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New Research Details The Link Between Classical Music, Blood Pressure & Mood

Image by Gerd Altmann (CC0C/Pixabay)

It’s often said that classical music is relaxing, with an implication of the slower pace of times gone by. But, the realm of classical music itself cannot be said to be entirely relaxing at all times, and it turns out our emotional — and physical — responses to it are more complicated than the usual assumption.

Researchers from an Illinois private school, along with a rheumatologist, and lead researcher Amir Darki, Associate Professor of Cardiology at the Loyola University Medical Center, looked into those assumed connections between listening to classical music, blood pressure, and mood. The paper is titled Darki C, Riley J, Dadabhoy DP, et al. (July 27, 2022) The Effect of Classical Music on Heart Rate, Blood Pressure, and Mood. Cureus 14(7).

The Emotional-Physical Link

The researchers noted that depression and anxiety have negative effects on physical health as well as mental health. There are many studies that back up the links between increased levels of stress and anxiety, and elevated heart rate and blood pressure, leading to heart disease.

  • The nervous system links to the cardiovascular system — that’s how the effects are created;
  • Along with heart disease, stress and anxiety have been linked to diabetes, strokes, respiratory
    problems, and drug abuse.

In short, listening to classical music can help.

The Study

Previous studies have documented the psychological effects of listening to music, particularly when it comes to managing conditions such as chronic anxiety and depression. However, the paper notes that many of the older studies used small sample sizes, where the participants were very similar.

  • 100 participants were enrolled, including 53 males and 47 females with a mean age of 39.8 years old +/- 17.8;
  • 40% were musicians; 35% were on medication; 62% said they enjoyed classical music;
  • They used two pieces, both by Beethoven: Symphony of Fate or his Fifth Symphonyand the Moonlight Sonata;
  • The two pieces were chosen to present contrasting tempos — one slower, one faster;
  • Resting heart rate and blood pressure were taken before;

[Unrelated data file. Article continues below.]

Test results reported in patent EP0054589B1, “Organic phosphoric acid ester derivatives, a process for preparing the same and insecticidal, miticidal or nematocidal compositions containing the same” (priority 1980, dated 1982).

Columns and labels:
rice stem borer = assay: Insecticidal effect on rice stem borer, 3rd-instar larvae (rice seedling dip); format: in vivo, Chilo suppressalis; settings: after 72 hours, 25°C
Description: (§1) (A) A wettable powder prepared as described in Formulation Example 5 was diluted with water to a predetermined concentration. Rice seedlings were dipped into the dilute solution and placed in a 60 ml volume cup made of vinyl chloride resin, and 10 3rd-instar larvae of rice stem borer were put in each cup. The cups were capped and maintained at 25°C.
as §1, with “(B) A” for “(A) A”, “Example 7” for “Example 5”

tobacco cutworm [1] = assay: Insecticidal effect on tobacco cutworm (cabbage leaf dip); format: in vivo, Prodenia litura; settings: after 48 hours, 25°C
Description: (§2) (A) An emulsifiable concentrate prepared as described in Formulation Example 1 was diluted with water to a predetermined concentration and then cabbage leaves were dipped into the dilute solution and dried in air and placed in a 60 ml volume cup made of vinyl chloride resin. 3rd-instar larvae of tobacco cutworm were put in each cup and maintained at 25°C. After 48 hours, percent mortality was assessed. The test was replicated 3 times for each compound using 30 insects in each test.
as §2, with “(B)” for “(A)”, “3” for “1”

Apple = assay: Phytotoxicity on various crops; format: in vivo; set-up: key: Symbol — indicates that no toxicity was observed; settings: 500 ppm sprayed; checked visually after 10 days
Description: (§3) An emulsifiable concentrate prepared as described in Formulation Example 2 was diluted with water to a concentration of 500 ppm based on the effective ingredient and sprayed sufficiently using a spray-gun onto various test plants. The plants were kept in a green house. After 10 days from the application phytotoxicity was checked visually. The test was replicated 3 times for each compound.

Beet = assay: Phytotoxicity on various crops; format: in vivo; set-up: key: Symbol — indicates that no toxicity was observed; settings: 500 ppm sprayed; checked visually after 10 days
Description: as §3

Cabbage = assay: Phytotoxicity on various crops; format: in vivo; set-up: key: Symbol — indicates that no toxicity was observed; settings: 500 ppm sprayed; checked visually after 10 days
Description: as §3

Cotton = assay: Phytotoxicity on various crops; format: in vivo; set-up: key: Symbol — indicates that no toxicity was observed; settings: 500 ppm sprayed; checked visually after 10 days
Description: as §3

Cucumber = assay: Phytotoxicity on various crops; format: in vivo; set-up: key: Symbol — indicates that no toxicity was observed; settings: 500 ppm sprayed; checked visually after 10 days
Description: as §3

• BP was measured 40 seconds into listening to No. 5, then after the end;
  • After a minute of rest, the exercise was repeated with Moonlight Sonata after 90 seconds, and at the end of the performance.

The Results

As expected, listening to classical music has positive physical and emotional effects.


  • Listening to fast music increased heart rate, systolic, and diastolic blood pressure;
  • Listening to slow music decreased heart rate, systolic, and diastolic blood pressure.


  • 83% said fast music created positive emotions;
  • 56% said slow music created positive emotions;
  • 98% said that fast music helps manage stress;
  • 99% said that slow music helps manage stress;
  • Only 3% said that fast music created negative feelings, and 9% of subjects said the same about slow music.

The results were analyzed by age group, gender, and by whether the listeners were themselves musicians.

  • The physical and emotional effects were similar across the board;
  • The only exception were musicians, whose systolic blood pressure after listening was lower than the others by a statistically significant measure.

The researchers discuss the concept that the body responds rhythmically to the music you are listening to, speeding up when the tempo is faster, and slowing down when it’s slower. They found that the level of arousal was proportional to the actual speed, ie the effect is greater the faster/slower the music.

They also note that the vagus nerve, which controls the heart rate as part of the body’s autonomic system, is located near the eardrum, and it may respond directly to musical vibrations. Listening to music can also help the body to produce dopamine, the feel-good hormone.

The study adds interesting results to the growing body of research into music and its influence on our lives.


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Latest posts by Anya Wassenberg (see all)
Latest posts by Anya Wassenberg (see all)

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